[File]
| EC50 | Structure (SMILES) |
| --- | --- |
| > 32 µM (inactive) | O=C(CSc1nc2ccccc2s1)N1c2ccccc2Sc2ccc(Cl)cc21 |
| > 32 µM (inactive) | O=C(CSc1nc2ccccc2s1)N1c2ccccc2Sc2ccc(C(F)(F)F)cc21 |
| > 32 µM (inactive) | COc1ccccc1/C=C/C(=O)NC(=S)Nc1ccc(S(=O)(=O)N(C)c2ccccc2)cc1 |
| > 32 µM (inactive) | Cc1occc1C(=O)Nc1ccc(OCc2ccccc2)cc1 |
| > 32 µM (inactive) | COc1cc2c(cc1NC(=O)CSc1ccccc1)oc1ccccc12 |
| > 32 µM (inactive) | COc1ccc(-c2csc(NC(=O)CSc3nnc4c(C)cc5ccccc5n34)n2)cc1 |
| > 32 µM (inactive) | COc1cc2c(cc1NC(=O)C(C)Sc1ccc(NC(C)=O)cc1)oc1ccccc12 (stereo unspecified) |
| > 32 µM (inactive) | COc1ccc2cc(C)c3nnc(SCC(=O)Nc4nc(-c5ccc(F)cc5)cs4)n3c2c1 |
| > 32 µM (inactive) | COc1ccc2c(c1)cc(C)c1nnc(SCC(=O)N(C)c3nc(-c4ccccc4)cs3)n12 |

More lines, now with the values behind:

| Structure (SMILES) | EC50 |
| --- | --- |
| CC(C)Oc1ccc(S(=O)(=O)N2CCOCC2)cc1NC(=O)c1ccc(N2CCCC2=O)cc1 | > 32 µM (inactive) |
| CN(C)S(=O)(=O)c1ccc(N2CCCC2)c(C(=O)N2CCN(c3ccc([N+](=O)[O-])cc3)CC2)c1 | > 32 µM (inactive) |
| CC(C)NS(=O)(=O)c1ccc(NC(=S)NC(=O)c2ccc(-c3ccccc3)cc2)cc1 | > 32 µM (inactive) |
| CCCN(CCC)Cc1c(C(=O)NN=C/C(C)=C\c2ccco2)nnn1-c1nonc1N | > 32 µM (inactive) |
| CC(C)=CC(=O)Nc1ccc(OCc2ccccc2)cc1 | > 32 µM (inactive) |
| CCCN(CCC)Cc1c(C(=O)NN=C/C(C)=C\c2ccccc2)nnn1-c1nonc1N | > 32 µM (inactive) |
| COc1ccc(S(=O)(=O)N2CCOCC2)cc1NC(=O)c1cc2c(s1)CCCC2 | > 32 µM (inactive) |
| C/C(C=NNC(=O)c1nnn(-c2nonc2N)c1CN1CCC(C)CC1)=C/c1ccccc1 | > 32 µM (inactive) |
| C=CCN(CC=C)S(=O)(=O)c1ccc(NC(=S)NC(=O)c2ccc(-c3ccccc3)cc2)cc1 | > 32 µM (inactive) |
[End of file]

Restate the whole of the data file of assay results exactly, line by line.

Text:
| EC50 | Structure (SMILES) |
| --- | --- |
| > 32 µM (inactive) | O=C(CSc1nc2ccccc2s1)N1c2ccccc2Sc2ccc(Cl)cc21 |
| > 32 µM (inactive) | O=C(CSc1nc2ccccc2s1)N1c2ccccc2Sc2ccc(C(F)(F)F)cc21 |
| > 32 µM (inactive) | COc1ccccc1/C=C/C(=O)NC(=S)Nc1ccc(S(=O)(=O)N(C)c2ccccc2)cc1 |
| > 32 µM (inactive) | Cc1occc1C(=O)Nc1ccc(OCc2ccccc2)cc1 |
| > 32 µM (inactive) | COc1cc2c(cc1NC(=O)CSc1ccccc1)oc1ccccc12 |
| > 32 µM (inactive) | COc1ccc(-c2csc(NC(=O)CSc3nnc4c(C)cc5ccccc5n34)n2)cc1 |
| > 32 µM (inactive) | COc1cc2c(cc1NC(=O)C(C)Sc1ccc(NC(C)=O)cc1)oc1ccccc12 (stereo unspecified) |
| > 32 µM (inactive) | COc1ccc2cc(C)c3nnc(SCC(=O)Nc4nc(-c5ccc(F)cc5)cs4)n3c2c1 |
| > 32 µM (inactive) | COc1ccc2c(c1)cc(C)c1nnc(SCC(=O)N(C)c3nc(-c4ccccc4)cs3)n12 |

More lines, now with the values behind:

| Structure (SMILES) | EC50 |
| --- | --- |
| CC(C)Oc1ccc(S(=O)(=O)N2CCOCC2)cc1NC(=O)c1ccc(N2CCCC2=O)cc1 | > 32 µM (inactive) |
| CN(C)S(=O)(=O)c1ccc(N2CCCC2)c(C(=O)N2CCN(c3ccc([N+](=O)[O-])cc3)CC2)c1 | > 32 µM (inactive) |
| CC(C)NS(=O)(=O)c1ccc(NC(=S)NC(=O)c2ccc(-c3ccccc3)cc2)cc1 | > 32 µM (inactive) |
| CCCN(CCC)Cc1c(C(=O)NN=C/C(C)=C\c2ccco2)nnn1-c1nonc1N | > 32 µM (inactive) |
| CC(C)=CC(=O)Nc1ccc(OCc2ccccc2)cc1 | > 32 µM (inactive) |
| CCCN(CCC)Cc1c(C(=O)NN=C/C(C)=C\c2ccccc2)nnn1-c1nonc1N | > 32 µM (inactive) |
| COc1ccc(S(=O)(=O)N2CCOCC2)cc1NC(=O)c1cc2c(s1)CCCC2 | > 32 µM (inactive) |
| C/C(C=NNC(=O)c1nnn(-c2nonc2N)c1CN1CCC(C)CC1)=C/c1ccccc1 | > 32 µM (inactive) |
| C=CCN(CC=C)S(=O)(=O)c1ccc(NC(=S)NC(=O)c2ccc(-c3ccccc3)cc2)cc1 | > 32 µM (inactive) |